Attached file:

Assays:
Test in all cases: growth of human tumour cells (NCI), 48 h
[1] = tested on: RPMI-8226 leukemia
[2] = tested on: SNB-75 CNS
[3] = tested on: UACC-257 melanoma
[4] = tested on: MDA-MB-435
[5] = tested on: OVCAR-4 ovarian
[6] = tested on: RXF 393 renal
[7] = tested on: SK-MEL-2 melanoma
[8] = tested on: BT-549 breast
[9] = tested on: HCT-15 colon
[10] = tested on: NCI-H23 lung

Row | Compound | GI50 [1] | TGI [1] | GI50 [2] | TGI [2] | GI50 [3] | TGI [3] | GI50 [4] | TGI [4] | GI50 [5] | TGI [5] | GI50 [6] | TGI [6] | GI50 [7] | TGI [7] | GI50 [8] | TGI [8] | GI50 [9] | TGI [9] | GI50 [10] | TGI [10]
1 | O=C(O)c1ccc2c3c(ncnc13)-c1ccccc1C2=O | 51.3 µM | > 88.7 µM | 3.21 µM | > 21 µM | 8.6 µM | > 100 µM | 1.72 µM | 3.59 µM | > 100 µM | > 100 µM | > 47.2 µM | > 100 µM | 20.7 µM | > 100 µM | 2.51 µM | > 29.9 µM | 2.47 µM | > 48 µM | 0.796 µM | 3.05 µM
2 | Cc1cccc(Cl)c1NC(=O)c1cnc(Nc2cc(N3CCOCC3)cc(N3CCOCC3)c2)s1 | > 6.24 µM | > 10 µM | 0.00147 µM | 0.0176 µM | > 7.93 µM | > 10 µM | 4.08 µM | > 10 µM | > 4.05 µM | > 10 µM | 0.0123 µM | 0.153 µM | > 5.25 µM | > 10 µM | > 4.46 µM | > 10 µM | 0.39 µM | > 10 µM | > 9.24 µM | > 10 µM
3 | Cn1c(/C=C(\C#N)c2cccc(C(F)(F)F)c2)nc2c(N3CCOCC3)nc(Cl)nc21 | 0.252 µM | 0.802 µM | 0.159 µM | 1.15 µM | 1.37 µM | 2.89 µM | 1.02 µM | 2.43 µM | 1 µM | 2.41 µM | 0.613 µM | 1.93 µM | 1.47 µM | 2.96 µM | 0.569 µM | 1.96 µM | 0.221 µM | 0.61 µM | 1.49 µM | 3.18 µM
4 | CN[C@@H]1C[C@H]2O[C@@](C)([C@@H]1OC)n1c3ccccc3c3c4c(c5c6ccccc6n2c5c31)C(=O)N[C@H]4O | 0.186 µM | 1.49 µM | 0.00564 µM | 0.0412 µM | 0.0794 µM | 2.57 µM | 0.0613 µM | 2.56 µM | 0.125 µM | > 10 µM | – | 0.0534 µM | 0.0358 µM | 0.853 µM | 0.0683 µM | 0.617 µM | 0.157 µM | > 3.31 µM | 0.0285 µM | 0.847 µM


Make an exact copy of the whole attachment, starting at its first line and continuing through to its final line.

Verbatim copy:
Assays:
Test in all cases: growth of human tumour cells (NCI), 48 h
[1] = tested on: RPMI-8226 leukemia
[2] = tested on: SNB-75 CNS
[3] = tested on: UACC-257 melanoma
[4] = tested on: MDA-MB-435
[5] = tested on: OVCAR-4 ovarian
[6] = tested on: RXF 393 renal
[7] = tested on: SK-MEL-2 melanoma
[8] = tested on: BT-549 breast
[9] = tested on: HCT-15 colon
[10] = tested on: NCI-H23 lung

Row | Compound | GI50 [1] | TGI [1] | GI50 [2] | TGI [2] | GI50 [3] | TGI [3] | GI50 [4] | TGI [4] | GI50 [5] | TGI [5] | GI50 [6] | TGI [6] | GI50 [7] | TGI [7] | GI50 [8] | TGI [8] | GI50 [9] | TGI [9] | GI50 [10] | TGI [10]
1 | O=C(O)c1ccc2c3c(ncnc13)-c1ccccc1C2=O | 51.3 µM | > 88.7 µM | 3.21 µM | > 21 µM | 8.6 µM | > 100 µM | 1.72 µM | 3.59 µM | > 100 µM | > 100 µM | > 47.2 µM | > 100 µM | 20.7 µM | > 100 µM | 2.51 µM | > 29.9 µM | 2.47 µM | > 48 µM | 0.796 µM | 3.05 µM
2 | Cc1cccc(Cl)c1NC(=O)c1cnc(Nc2cc(N3CCOCC3)cc(N3CCOCC3)c2)s1 | > 6.24 µM | > 10 µM | 0.00147 µM | 0.0176 µM | > 7.93 µM | > 10 µM | 4.08 µM | > 10 µM | > 4.05 µM | > 10 µM | 0.0123 µM | 0.153 µM | > 5.25 µM | > 10 µM | > 4.46 µM | > 10 µM | 0.39 µM | > 10 µM | > 9.24 µM | > 10 µM
3 | Cn1c(/C=C(\C#N)c2cccc(C(F)(F)F)c2)nc2c(N3CCOCC3)nc(Cl)nc21 | 0.252 µM | 0.802 µM | 0.159 µM | 1.15 µM | 1.37 µM | 2.89 µM | 1.02 µM | 2.43 µM | 1 µM | 2.41 µM | 0.613 µM | 1.93 µM | 1.47 µM | 2.96 µM | 0.569 µM | 1.96 µM | 0.221 µM | 0.61 µM | 1.49 µM | 3.18 µM
4 | CN[C@@H]1C[C@H]2O[C@@](C)([C@@H]1OC)n1c3ccccc3c3c4c(c5c6ccccc6n2c5c31)C(=O)N[C@H]4O | 0.186 µM | 1.49 µM | 0.00564 µM | 0.0412 µM | 0.0794 µM | 2.57 µM | 0.0613 µM | 2.56 µM | 0.125 µM | > 10 µM | – | 0.0534 µM | 0.0358 µM | 0.853 µM | 0.0683 µM | 0.617 µM | 0.157 µM | > 3.31 µM | 0.0285 µM | 0.847 µM